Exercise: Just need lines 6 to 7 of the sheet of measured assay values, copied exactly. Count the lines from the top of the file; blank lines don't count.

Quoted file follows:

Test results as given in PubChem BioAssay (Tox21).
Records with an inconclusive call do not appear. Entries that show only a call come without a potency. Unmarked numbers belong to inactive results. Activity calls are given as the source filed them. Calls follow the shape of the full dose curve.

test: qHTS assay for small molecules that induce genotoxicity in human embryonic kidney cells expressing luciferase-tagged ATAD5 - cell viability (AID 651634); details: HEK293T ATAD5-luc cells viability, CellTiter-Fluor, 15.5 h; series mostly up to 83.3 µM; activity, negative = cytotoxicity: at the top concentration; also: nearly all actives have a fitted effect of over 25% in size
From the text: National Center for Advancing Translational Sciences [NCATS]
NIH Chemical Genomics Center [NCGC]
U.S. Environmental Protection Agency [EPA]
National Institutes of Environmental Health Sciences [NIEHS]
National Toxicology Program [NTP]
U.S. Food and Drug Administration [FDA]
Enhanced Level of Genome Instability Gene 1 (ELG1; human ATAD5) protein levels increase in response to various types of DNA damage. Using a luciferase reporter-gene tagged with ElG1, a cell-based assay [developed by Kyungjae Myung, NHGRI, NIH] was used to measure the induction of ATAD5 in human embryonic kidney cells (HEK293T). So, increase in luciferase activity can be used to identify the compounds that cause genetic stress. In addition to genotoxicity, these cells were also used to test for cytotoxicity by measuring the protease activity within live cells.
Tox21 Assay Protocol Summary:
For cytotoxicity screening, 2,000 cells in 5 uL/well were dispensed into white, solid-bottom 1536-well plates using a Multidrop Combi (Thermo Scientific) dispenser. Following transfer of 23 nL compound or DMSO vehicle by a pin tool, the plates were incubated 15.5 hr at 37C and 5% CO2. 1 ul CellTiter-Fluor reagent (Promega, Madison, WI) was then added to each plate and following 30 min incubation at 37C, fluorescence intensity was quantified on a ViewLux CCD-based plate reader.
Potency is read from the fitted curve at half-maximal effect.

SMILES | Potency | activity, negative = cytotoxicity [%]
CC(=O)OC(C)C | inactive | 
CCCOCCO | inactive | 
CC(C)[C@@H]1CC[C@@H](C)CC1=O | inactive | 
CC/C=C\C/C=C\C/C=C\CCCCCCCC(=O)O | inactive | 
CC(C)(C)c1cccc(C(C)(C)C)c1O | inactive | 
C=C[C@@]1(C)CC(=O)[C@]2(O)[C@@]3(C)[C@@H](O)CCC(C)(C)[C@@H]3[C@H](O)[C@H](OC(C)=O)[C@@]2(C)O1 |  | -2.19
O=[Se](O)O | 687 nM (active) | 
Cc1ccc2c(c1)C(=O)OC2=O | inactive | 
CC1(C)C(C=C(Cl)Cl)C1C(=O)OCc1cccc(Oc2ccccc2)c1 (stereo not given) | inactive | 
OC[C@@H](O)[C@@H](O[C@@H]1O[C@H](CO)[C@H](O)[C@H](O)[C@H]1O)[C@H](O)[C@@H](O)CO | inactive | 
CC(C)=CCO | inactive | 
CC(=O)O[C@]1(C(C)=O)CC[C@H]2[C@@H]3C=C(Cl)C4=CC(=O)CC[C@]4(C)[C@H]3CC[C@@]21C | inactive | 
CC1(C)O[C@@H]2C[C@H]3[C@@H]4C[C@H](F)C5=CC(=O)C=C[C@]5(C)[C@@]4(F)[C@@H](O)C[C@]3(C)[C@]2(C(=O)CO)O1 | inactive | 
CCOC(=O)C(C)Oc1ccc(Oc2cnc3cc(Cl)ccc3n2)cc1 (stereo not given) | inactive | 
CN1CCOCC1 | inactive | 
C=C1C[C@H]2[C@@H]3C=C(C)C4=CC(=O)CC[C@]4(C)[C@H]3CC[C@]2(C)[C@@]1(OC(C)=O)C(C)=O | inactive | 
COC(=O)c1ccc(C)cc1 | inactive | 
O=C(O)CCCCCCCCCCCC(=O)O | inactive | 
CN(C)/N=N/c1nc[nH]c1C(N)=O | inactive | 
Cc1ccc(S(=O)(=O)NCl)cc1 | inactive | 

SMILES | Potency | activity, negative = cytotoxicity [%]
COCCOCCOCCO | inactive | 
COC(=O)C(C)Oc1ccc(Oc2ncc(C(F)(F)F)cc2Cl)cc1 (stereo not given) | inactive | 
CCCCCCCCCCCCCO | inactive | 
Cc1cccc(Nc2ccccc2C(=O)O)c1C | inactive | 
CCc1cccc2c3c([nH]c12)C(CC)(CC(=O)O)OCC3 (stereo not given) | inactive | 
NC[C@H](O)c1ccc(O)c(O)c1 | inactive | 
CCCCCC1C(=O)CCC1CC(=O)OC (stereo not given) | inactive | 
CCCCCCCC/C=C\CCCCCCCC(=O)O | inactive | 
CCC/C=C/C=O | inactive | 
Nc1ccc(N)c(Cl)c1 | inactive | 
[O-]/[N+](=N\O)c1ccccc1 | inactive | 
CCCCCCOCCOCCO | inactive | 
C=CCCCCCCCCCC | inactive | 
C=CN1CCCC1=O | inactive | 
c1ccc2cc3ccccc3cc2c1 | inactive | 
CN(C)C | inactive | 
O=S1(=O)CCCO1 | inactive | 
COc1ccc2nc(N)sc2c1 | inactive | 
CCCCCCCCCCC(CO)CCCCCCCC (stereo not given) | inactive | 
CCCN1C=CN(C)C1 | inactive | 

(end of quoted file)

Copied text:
U.S. Environmental Protection Agency [EPA]
National Institutes of Environmental Health Sciences [NIEHS]